St. Agnes is sent to a brothel

Pocket Bard’s notes: Women being sent to brothels as punishment is actually a pretty common trope in the Golden Legend. Sometimes they’re forced to submit but their souls remain pure, but in St. Agnes’ case, God protects her and she dies a virgin. I think this is an excellent example of how medieval audiences and modern audiences had a very different taste in endings; I could not perform this piece as-is without people feeling extremely dissatisfied and possibly cheated at the end, while I think a medieval audience would have found it quite acceptable. That said, I like St. Agnes’ spunk in standing up to the prefect and that she still deigns to raise his son, who’s the main antagonist of the story.

St. Agnes is sent to a brothel
The Golden Legend, Volume I, trans. William Granger Ryan, p.102-103

[A prefect’s son wants to marry St. Agnes, but she refuses, saying that she is betrothed to another, who by her description the reader understands as Christ.]

When the young man heard all this, he was beside himself and threw himself on his bed, and his deep sighs made it clear to his physicians that lovesickness was his trouble. His father sought out the maiden and told her of his son’s condition, but she assured him that she could not violate her covenant with her betrothed. The prefect pressed her to say who this betrothed was, whose power over her she talked about. Someone else told him that it was Christ whom she called her spouse, and the prefect tried to win her over with soft words at first, and then with dire threats. Agnes met this mixture of cajolery and menace with derision, and said: “Do whatever you like, but you will not obtain what you want from me.” The prefect: “You have just two choices. Either you will sacrifice to the goddess Vesta with her virgins, since your virginity means so much to you, or you will be thrown in with harlots and handled as they are handled.” Because she was of the nobility, the prefect could not bring force to bear upon her, so he raised the charge of her Christianity. Agnes said: “I will not sacrifice to your gods, and no one can sully my virtue because I have with me a guardian of my body, an angel of the Lord.” Then the prefect had her stripped and taken nude to a brothel, but God made her hair grow so long that it covered her better than any clothing. When she entered the house of shame, she found an angel waiting for her. His radiance filled the place with light and formed a shining mantle about her. Thus the brothel became a place of prayer, and anyone who honored the light came out cleaner than he had gone in.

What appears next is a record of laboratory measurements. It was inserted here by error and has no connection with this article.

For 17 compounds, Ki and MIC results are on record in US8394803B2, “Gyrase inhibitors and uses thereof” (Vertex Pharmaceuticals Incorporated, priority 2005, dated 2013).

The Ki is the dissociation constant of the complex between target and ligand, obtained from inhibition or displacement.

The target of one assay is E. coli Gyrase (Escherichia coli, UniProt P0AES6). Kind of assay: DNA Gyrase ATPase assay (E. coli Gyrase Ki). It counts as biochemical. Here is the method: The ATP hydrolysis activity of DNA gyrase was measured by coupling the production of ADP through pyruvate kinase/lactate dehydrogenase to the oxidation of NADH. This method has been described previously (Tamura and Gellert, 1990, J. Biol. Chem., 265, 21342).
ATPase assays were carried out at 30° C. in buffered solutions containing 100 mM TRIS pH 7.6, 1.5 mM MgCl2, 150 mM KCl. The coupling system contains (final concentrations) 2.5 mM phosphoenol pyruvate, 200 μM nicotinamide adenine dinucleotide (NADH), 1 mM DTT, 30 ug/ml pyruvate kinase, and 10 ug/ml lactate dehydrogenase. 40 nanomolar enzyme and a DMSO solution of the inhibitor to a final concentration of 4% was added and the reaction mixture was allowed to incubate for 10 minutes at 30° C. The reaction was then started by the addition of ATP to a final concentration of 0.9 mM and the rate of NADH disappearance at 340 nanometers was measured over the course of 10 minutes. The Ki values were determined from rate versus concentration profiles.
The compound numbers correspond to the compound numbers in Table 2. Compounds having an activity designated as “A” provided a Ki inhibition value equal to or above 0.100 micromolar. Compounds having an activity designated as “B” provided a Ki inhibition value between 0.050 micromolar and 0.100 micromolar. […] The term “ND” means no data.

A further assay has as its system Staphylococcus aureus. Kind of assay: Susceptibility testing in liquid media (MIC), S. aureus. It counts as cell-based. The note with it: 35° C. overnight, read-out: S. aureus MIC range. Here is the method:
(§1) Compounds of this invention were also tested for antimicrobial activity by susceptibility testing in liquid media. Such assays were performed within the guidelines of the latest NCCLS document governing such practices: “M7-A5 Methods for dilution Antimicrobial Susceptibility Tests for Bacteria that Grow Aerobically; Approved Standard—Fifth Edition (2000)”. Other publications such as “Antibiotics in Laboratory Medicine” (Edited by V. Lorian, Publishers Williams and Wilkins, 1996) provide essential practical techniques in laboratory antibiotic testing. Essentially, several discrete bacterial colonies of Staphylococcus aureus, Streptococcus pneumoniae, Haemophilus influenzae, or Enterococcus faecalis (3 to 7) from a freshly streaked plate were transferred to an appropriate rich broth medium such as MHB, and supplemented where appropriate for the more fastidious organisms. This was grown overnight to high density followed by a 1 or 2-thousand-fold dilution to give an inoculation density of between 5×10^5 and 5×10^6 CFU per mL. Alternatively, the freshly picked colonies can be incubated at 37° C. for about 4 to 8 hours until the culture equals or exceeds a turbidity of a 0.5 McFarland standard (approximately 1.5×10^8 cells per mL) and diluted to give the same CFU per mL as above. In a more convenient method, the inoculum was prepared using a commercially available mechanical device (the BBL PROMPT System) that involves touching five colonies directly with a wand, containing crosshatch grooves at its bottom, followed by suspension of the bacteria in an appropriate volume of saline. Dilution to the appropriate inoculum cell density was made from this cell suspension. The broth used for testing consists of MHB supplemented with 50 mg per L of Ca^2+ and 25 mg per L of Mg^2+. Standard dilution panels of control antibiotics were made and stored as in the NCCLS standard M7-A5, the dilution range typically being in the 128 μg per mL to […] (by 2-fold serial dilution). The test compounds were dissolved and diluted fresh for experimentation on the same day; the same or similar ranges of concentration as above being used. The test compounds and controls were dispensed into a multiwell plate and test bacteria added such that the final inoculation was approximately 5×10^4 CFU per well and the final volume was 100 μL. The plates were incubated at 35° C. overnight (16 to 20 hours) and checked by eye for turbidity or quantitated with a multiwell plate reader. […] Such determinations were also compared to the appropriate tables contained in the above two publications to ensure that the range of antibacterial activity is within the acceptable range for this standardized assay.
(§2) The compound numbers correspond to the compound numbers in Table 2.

The prefect’s son now came with other young men, and invited them to go in and take their pleasure with her, but they were terrified by the miraculous light and hurried back to him. He scorned them as cowards and in a fury rushed in to force himself upon Agnes, but the same light engulfed him, and, since he had not honored God, the devil throttled him and he expired. When the prefect heard of this, he went to Agnes, weeping bitterly, and questioned her closely about the cause of his son’s death. “The one who whose will he wanted to carry out,” she said, “thus got power over him and killed him, whereas his companions, frightened by the miracle they saw, retreated unharmed.” The prefect persisted: “You can prove that you did not do this by some magical art, if you are able to bring him back to life by your prayer.” So Agnes prayed, and the youth came to life and began to preach Christ publicly. At this the priests of the temples stirred up a tumult in the populace, shouting: “Away with the witch, away with the sorceress who turns people’s heads and befuddles their wits!” On the other hand the prefect, impressed by the miracle, wished to set her free but, fearing that he would be outlawed, put a deputy in charge and went away sadly.

The deputy, Aspasius by name, had Agnes thrown into a roaring fire, but the flames divided and burned up the hostile crowd on either side, leaving the maiden unscathed. Aspasius finally had a soldier thrust a dagger into her throat, and thus her heavenly spouse consecrated her his bride and martyr. It is believed that she suffered in the reign of Constantine the Great, which began in A.D. 309. Her kinsmen and other Christians buried her joyfully and barely escaped the pagans who tried to stone them.


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